RICHARD: That’s right. They have some special tape for it, so you can really make it tight. And that’s a homeowner, doable project. You know, you’re not going to really want a plumber to come in and do that and it could be a fun project, too.
LESLIE: Mm-hmm. Well and in all of these instances that you’re mentioning, it’s in a case, especially in a kitchen, where you’ve got your sink that looks out a lovely window and you’re enjoying as you’re washing the dishes, so that’s a wall where there’s a concern.
RICHARD: That’s right.
LESLIE: But I’ve always thought, when you’re dealing with frozen pipes, it’s the exterior spigot that I need to make sure that I open up and turn off the supply from the house inside.
RICHARD: Yeah, yeah.
LESLIE: But I mean we really need to think about the entire house and its plumbing.
RICHARD: Well, we see those kitchen pipes as the prime culprit because, oftentimes, you’ve run that hot and cold right behind the kitchen cabinets and it gets locked out. So if you’re going to try to thaw something like that, it should start by opening up the hot and cold faucets at the sink. And then you want to get in there with a hairdryer – never, never a torch – and you want to just start working it gently.
It doesn’t need that much to break that frozen pipe but it certainly doesn’t need any torch, any flame.
LESLIE: Mm-hmm. Now, is the symptom that the pipe is frozen, that you’re not getting any water? What if it’s a fixture you’re not using quite often and you don’t even realize that it’s frozen in that area?
RICHARD: Yeah, you wouldn’t and then the scary thing that – a pipe can freeze in the middle of the coldest weather and you might not even know it until it thaws. And then, all heck …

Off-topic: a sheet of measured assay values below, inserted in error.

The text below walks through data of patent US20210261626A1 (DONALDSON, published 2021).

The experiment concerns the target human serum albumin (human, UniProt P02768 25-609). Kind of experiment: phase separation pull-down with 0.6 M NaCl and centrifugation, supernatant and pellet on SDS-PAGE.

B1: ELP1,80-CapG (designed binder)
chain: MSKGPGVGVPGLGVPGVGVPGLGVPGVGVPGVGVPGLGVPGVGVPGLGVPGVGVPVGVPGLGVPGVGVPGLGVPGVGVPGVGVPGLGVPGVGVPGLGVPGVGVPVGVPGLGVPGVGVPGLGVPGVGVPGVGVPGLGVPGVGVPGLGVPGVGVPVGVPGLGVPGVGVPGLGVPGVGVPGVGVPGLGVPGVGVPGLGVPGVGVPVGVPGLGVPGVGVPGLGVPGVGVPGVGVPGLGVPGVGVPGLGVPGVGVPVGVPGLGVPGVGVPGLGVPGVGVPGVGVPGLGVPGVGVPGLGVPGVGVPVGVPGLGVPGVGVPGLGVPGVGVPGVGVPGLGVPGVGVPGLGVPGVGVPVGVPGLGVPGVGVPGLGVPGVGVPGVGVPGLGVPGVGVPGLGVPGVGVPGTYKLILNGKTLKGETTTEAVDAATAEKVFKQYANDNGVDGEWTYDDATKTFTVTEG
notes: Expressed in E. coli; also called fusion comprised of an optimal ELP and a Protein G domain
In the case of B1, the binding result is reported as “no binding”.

LESLIE: Water’s everywhere.
RICHARD: Yeah, you really – yeah.
TOM: Something interesting I learned years ago, that in terms of which pipe will freeze first, a hot-water pipe or a cold-water pipe, I’ve always heard that a hot-water pipe will freeze first because it’s got less air in it.
RICHARD: I’ve repaired more hot-water leaks than cold-water leaks on pipes, yeah.
TOM: Now, Richard, how does a pro – if they can’t get to the pipe – how does a pro actually unthaw pipes?
RICHARD: We have a cool machine; a pipe-thawing machine. It looks like a glorified starter for your battery. It’s got two jumper-cable leads and you put one clamp on one side of the frozen pipe and another one over here and you turn it on and it actually melts the ice inside it. And that’s a lot safer than any other open flame.
TOM: And a whole lot safer than a torch.
RICHARD: That’s right.
TOM: Richard Trethewey from TV’s This Old House, thanks so much for stopping by The Money Pit.
RICHARD: Glad to be here.
TOM: And there’s a great video on ThisOldHouse.com, that will teach you how to prevent frozen pipes. Definitely worth checking out.
LESLIE: That’s right. For more great, home improvement information, you can watch Richard and the entire This Old House team on This Old House and Ask This Old House on your local PBS station.
TOM: And Ask This Old House is brought to you by the National Association of Realtors.